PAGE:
Jerry Valenzuela is a quiet man, who, if he were standing next to you probably would go unnoticed. He’s old school, doesn’t run his mouth about other shops or build quality, and he’s quick to congratulate someone else for taking home awards. It may surprise you then to see him walk up to this hot-rod-inspired Chevy, pop the doors open and ride off into the sunset. After talking with him for five minutes, you’ll quickly understand why this truck means so much to him, and why being humble is so important. He may not say it, but we will, it’s hard to stand out in the world of ’99-’07 fullsize Chevy trucks, however, this 2007 Silverado Classic is one of the nicest examples we’ve laid our eyes on.

Starting in mid-2009, Jerry lowered the Crew Cab and put some 22-inch billets on each corner. Driving it around for a few months, the custom itch got to him and he shifted his focus to building a clean, slick, hot-rod–infused truck. As the owner of Kings of Kolor in Weslaco, Texas, Jerry is used to creating cars and trucks that cause onlookers to do double-takes, but this truck would test more than his skill, it would test his metal fortitude and determination. During the build, his shop was broken into, the truck damaged, and his heart broken. Forced to recoup losses and start over, Jerry turned to his business partner and friend, Ruben Garza, who helped finish the project and eventually bought the truck from Jerry. The end result was worth the strife as Jerry and Ruben have themselves one slick Chevy.

Taking a look at the body, it’s smooth as glass, but you’d expect that from a body shop owner—it’s the attention to detail that really separates this truck from most builds. To create a slick exterior, Jerry and his crew at Kings of Kolor shaved the door handles, rear drop sections, third brake light, taillights, and filled in the tailgate handle. Now providing stopping intentions to other drivers is a flush-mounted Recon LED light bar. With the bodywork ready for color, Jerry opted to two-tone the Chevy using DuPont Premier Red and Jet Set Black. The two-tone isn’t just skin deep, as Jerry followed it through the interior, doorjambs, firewall, rear cab, and even the front of the bed. A simple orange pinstripe separates the two bold hues, and some hot-rod–inspired pinstriping can be found on the hood and smoothed tailgate for a taste of Jerry’s mindset. Other simple body mods included bolting on a real 2006 Silverado SS front bumper fitted with grille-matching T-Rex billet inserts, installing a billet Bow Tie from Empire Motorsports, and slapping on a SnugTop tonneau cover.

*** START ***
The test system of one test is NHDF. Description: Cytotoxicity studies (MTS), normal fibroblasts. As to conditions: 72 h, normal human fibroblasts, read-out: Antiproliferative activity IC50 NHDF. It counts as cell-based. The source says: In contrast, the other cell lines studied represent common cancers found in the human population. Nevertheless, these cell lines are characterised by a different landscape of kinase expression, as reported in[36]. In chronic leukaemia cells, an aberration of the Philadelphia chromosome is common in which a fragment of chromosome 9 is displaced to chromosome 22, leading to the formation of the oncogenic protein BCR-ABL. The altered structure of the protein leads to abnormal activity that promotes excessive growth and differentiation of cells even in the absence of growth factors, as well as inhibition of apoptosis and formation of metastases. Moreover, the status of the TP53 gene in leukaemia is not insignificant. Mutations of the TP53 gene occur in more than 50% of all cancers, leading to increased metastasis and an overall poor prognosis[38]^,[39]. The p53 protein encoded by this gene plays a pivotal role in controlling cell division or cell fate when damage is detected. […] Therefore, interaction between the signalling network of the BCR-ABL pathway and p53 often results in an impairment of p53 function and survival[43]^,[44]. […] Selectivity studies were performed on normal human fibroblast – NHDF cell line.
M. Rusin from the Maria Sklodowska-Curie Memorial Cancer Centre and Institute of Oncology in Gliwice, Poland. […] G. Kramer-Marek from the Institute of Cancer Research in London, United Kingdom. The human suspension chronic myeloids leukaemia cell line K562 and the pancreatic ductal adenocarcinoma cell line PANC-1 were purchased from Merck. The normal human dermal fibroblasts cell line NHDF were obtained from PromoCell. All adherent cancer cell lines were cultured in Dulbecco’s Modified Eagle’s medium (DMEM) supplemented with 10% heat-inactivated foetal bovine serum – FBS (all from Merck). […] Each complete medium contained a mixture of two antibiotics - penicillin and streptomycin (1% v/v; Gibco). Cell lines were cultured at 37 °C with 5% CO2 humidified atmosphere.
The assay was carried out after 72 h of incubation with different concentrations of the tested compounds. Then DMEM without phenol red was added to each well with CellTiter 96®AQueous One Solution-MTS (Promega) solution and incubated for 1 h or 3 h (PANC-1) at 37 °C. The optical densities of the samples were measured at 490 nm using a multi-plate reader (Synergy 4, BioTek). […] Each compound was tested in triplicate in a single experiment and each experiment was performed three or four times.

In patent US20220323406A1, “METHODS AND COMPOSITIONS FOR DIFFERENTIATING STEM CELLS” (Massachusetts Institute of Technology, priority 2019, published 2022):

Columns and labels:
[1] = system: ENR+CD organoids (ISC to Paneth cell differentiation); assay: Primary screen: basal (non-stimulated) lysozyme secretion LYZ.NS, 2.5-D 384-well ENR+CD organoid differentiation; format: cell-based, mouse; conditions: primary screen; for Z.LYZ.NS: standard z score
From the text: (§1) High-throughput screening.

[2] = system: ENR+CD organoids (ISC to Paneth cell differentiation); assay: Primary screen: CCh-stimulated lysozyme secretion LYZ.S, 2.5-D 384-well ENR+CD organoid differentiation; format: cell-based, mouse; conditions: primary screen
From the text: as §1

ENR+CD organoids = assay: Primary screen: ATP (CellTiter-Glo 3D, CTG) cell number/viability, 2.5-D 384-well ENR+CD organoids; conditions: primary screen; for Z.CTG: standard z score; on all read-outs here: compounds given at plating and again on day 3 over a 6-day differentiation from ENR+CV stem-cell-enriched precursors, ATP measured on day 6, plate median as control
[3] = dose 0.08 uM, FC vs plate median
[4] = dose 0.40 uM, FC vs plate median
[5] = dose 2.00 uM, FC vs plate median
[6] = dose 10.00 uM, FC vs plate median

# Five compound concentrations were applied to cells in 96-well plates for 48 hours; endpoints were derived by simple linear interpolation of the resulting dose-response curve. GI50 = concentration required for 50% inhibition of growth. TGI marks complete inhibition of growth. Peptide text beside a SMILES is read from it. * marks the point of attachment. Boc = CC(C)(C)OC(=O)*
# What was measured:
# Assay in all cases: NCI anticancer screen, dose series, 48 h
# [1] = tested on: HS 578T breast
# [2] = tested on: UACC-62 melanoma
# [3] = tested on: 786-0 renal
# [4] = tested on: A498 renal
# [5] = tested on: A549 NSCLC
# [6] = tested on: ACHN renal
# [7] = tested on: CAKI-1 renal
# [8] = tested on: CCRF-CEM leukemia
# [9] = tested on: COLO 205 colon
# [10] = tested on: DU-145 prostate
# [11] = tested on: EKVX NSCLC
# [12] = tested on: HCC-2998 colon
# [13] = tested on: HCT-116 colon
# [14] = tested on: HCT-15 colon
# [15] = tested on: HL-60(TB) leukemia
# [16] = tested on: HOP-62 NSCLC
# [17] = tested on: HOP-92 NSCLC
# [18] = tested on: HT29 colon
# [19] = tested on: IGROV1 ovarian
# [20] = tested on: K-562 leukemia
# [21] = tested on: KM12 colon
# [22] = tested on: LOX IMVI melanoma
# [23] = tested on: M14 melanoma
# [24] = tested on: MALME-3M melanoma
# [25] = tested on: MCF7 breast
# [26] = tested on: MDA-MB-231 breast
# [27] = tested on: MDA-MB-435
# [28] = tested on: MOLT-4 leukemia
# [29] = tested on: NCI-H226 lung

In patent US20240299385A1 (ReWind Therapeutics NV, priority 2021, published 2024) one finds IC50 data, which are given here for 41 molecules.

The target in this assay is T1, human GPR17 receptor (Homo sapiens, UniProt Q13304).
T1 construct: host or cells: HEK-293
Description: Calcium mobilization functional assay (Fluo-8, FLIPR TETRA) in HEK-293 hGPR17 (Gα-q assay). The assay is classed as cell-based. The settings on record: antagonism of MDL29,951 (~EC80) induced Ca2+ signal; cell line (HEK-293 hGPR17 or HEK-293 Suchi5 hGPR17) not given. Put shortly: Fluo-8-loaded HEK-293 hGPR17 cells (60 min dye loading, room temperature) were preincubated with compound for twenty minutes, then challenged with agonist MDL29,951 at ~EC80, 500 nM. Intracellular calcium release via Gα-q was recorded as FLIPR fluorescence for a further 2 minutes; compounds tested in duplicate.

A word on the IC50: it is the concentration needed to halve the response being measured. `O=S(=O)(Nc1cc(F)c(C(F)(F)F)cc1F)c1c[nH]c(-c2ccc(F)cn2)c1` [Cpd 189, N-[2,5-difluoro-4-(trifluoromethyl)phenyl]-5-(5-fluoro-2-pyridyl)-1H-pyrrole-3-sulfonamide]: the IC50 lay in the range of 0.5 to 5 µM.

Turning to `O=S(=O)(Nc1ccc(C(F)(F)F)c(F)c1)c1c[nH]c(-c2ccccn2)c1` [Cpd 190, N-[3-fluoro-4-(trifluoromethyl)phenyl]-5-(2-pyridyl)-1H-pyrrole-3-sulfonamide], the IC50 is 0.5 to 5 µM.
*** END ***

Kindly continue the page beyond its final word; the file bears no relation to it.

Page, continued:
Opening the four doors really helps you see what levels Jerry was willing to take his truck to. The Silverado’s interior would look just as good inside a ’57 Bel Air or ’62 Impala as it would inside the Silverado. Starting with the floor, red wool carpet was laid down and topped with matching red wool floor mats. Palma Interiors, in McAllen, Texas, wrapped the bucket seats in red ultra leather, which also covers the sides of the center console, door panels, A-, B-, and C-pillars, and the headliner. Of course, there is plenty of paint inside the Chevy’s confines as Jerry smoothed and painted the dash gloss black and flat red, and took an Escalade center console and painted it as well. Adding some shiny stuff, Jerry installed Empire billet A/C vents, knobs, shift lever, pedals, chrome Escalade door handles, and finishing off the slick theme, a two-tone Billet Specialties Stiletto steering wheel was chrome plated and wrapped in black and red leather. Usually, the thought of red gauges would conjure up thoughts of tacky imports, but with the sea of black on top of the dash, the red US Speedo gauges look perfect. Two things really set off the interior: One being the airbrushed Slickerado logo on the center console, and the other being the custom-stitched pinstriped design on the armrest, which perfectly matches the design of the exterior pinstriping.